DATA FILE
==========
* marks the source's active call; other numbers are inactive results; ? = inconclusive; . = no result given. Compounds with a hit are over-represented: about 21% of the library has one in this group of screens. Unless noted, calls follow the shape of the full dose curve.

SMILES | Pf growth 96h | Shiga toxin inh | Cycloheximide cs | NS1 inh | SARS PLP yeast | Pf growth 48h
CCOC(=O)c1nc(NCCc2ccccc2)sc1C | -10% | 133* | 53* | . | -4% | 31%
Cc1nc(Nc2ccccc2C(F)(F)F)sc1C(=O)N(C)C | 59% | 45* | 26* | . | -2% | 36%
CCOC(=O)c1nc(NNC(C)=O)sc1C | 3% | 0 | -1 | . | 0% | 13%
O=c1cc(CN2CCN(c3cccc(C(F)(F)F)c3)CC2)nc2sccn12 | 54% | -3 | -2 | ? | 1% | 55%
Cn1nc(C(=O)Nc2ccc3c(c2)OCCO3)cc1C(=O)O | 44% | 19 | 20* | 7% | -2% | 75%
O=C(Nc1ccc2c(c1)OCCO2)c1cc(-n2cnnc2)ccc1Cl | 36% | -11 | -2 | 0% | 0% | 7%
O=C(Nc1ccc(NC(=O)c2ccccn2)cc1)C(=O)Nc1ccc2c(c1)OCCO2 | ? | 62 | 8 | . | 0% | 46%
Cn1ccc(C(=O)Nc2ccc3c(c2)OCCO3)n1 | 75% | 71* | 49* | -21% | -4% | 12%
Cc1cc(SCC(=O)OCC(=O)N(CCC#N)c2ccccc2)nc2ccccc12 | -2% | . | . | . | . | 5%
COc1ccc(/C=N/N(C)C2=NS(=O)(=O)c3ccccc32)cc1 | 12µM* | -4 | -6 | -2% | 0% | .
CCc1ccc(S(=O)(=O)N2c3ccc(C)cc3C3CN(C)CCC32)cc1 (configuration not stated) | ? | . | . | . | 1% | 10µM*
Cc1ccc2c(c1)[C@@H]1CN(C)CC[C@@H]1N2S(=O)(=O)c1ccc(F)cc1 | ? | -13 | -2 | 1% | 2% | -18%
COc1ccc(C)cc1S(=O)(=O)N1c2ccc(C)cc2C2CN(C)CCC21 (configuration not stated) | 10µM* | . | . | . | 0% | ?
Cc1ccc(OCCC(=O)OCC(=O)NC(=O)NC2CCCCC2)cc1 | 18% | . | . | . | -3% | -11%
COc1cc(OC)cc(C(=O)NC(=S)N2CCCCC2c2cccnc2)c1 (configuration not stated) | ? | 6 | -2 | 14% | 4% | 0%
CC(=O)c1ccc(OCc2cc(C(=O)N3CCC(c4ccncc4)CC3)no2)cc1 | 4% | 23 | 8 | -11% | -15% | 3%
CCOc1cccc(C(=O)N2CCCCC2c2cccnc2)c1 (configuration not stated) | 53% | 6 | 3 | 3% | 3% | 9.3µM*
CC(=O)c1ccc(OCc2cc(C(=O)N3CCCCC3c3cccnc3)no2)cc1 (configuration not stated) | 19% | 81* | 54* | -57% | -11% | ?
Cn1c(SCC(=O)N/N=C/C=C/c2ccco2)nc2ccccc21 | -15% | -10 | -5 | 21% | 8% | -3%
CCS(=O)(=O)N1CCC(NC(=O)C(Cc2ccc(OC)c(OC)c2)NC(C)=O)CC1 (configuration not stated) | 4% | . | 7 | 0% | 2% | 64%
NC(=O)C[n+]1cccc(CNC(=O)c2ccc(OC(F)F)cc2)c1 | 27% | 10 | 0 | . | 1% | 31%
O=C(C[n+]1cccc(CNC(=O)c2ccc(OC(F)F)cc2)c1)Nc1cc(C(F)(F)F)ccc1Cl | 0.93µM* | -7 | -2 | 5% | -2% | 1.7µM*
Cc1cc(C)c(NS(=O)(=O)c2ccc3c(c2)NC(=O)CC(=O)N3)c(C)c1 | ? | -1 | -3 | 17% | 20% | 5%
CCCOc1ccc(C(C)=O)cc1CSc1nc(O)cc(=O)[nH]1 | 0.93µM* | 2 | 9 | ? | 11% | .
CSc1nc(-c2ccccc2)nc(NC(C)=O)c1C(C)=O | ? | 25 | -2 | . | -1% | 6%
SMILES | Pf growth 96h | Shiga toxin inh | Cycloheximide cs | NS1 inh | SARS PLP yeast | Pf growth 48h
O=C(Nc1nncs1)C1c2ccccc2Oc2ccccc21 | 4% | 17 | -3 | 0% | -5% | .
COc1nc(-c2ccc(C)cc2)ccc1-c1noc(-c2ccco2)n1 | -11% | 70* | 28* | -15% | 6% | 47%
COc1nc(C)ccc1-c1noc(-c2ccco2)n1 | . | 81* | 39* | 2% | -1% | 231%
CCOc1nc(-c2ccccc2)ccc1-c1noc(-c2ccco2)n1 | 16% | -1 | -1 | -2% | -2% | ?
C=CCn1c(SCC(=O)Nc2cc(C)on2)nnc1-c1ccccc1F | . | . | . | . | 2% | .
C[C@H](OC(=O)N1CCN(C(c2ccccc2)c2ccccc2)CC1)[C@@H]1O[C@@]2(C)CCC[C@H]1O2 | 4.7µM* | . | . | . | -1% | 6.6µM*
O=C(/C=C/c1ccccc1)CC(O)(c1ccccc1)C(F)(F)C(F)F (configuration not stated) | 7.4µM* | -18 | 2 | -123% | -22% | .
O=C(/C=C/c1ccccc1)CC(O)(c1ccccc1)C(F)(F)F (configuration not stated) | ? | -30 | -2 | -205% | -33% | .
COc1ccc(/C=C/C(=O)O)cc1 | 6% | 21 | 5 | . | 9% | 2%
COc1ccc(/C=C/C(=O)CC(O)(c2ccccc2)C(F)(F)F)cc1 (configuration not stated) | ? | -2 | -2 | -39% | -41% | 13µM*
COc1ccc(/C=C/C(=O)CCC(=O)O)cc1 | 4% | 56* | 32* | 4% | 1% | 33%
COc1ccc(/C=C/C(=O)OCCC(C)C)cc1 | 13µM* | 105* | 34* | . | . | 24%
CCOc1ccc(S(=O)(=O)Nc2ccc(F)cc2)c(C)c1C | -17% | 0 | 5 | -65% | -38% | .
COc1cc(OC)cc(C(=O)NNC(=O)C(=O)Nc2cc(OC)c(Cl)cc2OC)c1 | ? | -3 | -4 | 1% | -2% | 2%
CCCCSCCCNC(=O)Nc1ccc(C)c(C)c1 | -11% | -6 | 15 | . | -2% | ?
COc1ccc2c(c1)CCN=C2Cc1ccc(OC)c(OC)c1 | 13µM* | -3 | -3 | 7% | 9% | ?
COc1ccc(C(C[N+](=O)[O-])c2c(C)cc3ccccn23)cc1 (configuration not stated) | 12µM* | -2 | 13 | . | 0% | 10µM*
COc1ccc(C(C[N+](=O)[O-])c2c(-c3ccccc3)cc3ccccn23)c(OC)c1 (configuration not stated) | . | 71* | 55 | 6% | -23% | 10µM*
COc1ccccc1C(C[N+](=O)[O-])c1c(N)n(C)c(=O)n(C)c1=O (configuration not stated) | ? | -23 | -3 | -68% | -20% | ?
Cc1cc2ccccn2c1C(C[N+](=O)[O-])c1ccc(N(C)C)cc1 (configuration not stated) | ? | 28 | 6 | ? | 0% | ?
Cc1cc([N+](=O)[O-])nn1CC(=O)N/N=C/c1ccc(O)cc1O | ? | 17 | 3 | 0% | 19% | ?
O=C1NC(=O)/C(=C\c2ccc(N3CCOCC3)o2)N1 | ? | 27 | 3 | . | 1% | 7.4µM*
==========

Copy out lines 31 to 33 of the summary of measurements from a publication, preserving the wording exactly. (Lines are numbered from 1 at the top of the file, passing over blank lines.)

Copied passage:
COc1nc(C)ccc1-c1noc(-c2ccco2)n1 | . | 81* | 39* | 2% | -1% | 231%
CCOc1nc(-c2ccccc2)ccc1-c1noc(-c2ccco2)n1 | 16% | -1 | -1 | -2% | -2% | ?
C=CCn1c(SCC(=O)Nc2cc(C)on2)nnc1-c1ccccc1F | . | . | . | . | 2% | .